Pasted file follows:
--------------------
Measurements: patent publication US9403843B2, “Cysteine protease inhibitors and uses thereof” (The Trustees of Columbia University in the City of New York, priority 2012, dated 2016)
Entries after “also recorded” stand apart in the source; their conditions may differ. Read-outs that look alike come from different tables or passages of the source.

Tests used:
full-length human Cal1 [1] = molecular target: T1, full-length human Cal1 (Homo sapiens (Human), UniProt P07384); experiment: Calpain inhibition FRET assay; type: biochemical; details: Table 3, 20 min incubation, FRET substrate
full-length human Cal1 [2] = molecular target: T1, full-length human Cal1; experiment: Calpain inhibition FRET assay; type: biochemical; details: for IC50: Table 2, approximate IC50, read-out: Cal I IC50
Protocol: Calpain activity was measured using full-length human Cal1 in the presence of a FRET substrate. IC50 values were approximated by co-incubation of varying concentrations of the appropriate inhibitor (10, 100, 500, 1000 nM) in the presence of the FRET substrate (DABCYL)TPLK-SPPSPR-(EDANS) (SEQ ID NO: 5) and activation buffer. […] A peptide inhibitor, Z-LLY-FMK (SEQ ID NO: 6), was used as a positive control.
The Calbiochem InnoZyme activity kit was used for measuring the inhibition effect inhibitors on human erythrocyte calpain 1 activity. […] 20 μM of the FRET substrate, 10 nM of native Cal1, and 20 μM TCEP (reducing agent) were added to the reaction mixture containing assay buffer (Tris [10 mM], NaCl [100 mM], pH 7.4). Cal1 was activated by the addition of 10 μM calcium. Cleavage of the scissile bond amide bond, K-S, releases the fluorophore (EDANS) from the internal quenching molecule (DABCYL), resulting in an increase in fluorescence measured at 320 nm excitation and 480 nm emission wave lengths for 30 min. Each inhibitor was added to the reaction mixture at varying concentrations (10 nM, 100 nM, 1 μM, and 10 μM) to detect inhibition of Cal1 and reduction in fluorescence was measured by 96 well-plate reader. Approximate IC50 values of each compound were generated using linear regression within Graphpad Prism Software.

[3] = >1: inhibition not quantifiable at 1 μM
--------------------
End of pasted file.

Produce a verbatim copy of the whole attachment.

Measurements: patent publication US9403843B2, “Cysteine protease inhibitors and uses thereof” (The Trustees of Columbia University in the City of New York, priority 2012, dated 2016)
Entries after “also recorded” stand apart in the source; their conditions may differ. Read-outs that look alike come from different tables or passages of the source.

Tests used:
full-length human Cal1 [1] = molecular target: T1, full-length human Cal1 (Homo sapiens (Human), UniProt P07384); experiment: Calpain inhibition FRET assay; type: biochemical; details: Table 3, 20 min incubation, FRET substrate
full-length human Cal1 [2] = molecular target: T1, full-length human Cal1; experiment: Calpain inhibition FRET assay; type: biochemical; details: for IC50: Table 2, approximate IC50, read-out: Cal I IC50
Protocol: Calpain activity was measured using full-length human Cal1 in the presence of a FRET substrate. IC50 values were approximated by co-incubation of varying concentrations of the appropriate inhibitor (10, 100, 500, 1000 nM) in the presence of the FRET substrate (DABCYL)TPLK-SPPSPR-(EDANS) (SEQ ID NO: 5) and activation buffer. […] A peptide inhibitor, Z-LLY-FMK (SEQ ID NO: 6), was used as a positive control.
The Calbiochem InnoZyme activity kit was used for measuring the inhibition effect inhibitors on human erythrocyte calpain 1 activity. […] 20 μM of the FRET substrate, 10 nM of native Cal1, and 20 μM TCEP (reducing agent) were added to the reaction mixture containing assay buffer (Tris [10 mM], NaCl [100 mM], pH 7.4). Cal1 was activated by the addition of 10 μM calcium. Cleavage of the scissile bond amide bond, K-S, releases the fluorophore (EDANS) from the internal quenching molecule (DABCYL), resulting in an increase in fluorescence measured at 320 nm excitation and 480 nm emission wave lengths for 30 min. Each inhibitor was added to the reaction mixture at varying concentrations (10 nM, 100 nM, 1 μM, and 10 μM) to detect inhibition of Cal1 and reduction in fluorescence was measured by 96 well-plate reader. Approximate IC50 values of each compound were generated using linear regression within Graphpad Prism Software.

[3] = >1: inhibition not quantifiable at 1 μM